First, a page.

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Terry Berlandby Casting Director, Terry Berland

The booking Process. Things you don’t have control of.

It is very important for you to know where to put your efforts to get the results you want.  I am constantly driving home the point that you, the actor, have control of one thing—and that is your acting. Let’s start with the premise that you leave the callback knowing you gave a good audition.  Now comes the start the process you have no control of.

While you wait to see if you are booked or released from your avail, here’s what’s happening on our end of the booking process. The following happens very fast.  It starts the night you leave the audition and is complete by the next morning.

The talent leaves the callback where they have auditioned for the first layer of the creative team consisting of the Director, Producer, Writer, and Art Director.  This team makes their choices and immediately sends them to the other layers of agency people who consist of Creative Supervisor, Creative Director, and Account Executive.  By the next morning, they all come to a final conclusion as to who to present to “the client” for their first choice, and usually, two backups.

The next step is the creative team presents (sells) the talent to the client, confident the talent is available to them. The presentation of the talent is part of a pre-production meeting that usually takes place a day or two after the callbacks.  This is a formal meeting that involves all aspects of the production, including talent selection.  This meeting can have as many as twenty people in attendance.  When the talent is presented to fulfill the vision of the character that appeared in the concept of the storyboards, the creative team waits in anticipation for the client to agree with their choices.  If they do not agree, one of the back-ups is presented, and so on.  It is the hope that the client will agree with the creative team’s first recommendation.  That being said, it is not unusual, and it does not throw the creative team, if the client goes with one of the backups.  The two backup choices are well thought out in case this scenario occurs.

Casting knows the day and time the pre-production meeting is taking place, and waits in anticipation for the call for talent bookings.  (On rare occasions a problematic situation occurs where the client does not agree with any of the choices.  The entire callback casting session has to be combed through again to find the right person.  Hopefully, talent are still on avail so whoever they choose is available for the shoot.  The problems become complex if the talent is not available.)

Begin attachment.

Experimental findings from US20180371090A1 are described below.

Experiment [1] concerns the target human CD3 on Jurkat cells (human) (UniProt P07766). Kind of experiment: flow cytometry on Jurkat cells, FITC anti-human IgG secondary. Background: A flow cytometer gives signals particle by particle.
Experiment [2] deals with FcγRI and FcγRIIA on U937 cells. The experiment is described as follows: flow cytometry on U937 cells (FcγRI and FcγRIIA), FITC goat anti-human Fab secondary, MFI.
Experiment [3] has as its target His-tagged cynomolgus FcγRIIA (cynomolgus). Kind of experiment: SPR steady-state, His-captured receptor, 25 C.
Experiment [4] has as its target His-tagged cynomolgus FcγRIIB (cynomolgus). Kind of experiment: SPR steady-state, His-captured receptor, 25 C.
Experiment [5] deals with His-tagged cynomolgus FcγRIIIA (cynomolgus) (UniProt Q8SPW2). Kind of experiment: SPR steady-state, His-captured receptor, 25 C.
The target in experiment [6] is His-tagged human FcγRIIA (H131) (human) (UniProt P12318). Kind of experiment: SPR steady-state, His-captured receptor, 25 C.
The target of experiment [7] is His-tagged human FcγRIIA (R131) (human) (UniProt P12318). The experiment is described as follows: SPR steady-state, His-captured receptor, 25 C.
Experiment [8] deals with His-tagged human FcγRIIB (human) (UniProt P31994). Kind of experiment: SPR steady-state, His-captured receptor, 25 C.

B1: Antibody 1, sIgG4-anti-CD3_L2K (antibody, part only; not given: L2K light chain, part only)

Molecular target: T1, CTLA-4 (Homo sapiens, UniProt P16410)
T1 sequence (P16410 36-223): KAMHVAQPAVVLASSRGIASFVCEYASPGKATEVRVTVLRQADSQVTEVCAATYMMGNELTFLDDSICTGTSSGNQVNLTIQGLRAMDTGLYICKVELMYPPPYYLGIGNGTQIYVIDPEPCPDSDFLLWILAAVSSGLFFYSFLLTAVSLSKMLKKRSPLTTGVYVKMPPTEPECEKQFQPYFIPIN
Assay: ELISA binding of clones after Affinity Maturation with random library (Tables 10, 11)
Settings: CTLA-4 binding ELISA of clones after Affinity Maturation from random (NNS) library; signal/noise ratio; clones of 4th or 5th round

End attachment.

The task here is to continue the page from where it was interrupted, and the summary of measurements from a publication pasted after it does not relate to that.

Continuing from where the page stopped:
The next step is the client signs off on talent selection and the producer calls casting to place the bookings.  The call to us starts out like this,  “good news, we have our cast.”  The producer then proceeds to give me the names of the talent. We then in turn get in touch with the agents to book the talent and release the others who are not booked.  Everything goes smoothly because talent and agents pay close attention to talent available, anticipating a booking.

There is then a wardrobe call involved, of which date you know ahead of time from the callback and avail information given out.  The wardrobe is usually a day or two before the booking date.

Sometimes even at the time of the booking there are still variable dates to be nailed down.  My next article will deal with variables, why they occur, and finally, what is expected of the talent at the booking.

It’s pretty obvious that once you give your audition, any control is out of your hands.  Stay focused on the audition you have control of.  Know how to make your commercial performance stand out.  Relax, and go about your life.  (More info at

Any reproduction or usage of this article on other websites must be credited to Terry Berland, Casting Director and linked back to here.

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Terry Berland is an award-winning casting director for on-camera, television, voice-over, and hosting. Her casting awards include Clio, The Houston International Film Festival, Art Director’s Club, Addy, and the International Film and Television Festival. Her former casting staff position for Madison Avenue giant BBDO/NY has lent to her deep understanding and involvement in the advertising industry. She is known throughout the country for her talent development and is the co-author of the how-to industry book,”Breaking Into Commercials.”